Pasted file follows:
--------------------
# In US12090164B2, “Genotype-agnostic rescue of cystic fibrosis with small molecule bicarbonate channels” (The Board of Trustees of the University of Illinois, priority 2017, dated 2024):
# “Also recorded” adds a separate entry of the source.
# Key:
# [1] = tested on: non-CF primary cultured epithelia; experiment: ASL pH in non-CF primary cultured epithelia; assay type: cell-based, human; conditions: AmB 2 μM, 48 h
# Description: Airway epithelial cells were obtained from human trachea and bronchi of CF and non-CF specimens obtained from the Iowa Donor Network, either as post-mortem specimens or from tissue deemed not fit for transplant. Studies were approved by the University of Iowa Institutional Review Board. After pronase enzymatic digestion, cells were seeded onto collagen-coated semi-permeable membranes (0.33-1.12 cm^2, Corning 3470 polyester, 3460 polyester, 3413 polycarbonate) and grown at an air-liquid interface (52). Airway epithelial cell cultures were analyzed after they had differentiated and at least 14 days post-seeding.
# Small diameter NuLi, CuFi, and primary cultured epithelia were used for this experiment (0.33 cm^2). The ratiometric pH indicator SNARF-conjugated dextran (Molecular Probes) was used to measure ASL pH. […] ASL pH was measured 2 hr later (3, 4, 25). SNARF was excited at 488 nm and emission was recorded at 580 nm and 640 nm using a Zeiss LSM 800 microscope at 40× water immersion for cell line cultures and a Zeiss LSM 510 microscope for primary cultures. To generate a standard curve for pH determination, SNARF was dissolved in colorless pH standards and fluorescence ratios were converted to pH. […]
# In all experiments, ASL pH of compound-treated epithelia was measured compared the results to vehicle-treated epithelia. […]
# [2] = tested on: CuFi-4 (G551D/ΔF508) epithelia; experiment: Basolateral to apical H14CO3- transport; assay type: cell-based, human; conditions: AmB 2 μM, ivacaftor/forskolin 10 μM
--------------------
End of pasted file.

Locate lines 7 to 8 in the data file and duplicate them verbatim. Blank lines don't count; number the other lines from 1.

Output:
# In all experiments, ASL pH of compound-treated epithelia was measured compared the results to vehicle-treated epithelia. […]
# [2] = tested on: CuFi-4 (G551D/ΔF508) epithelia; experiment: Basolateral to apical H14CO3- transport; assay type: cell-based, human; conditions: AmB 2 μM, ivacaftor/forskolin 10 μM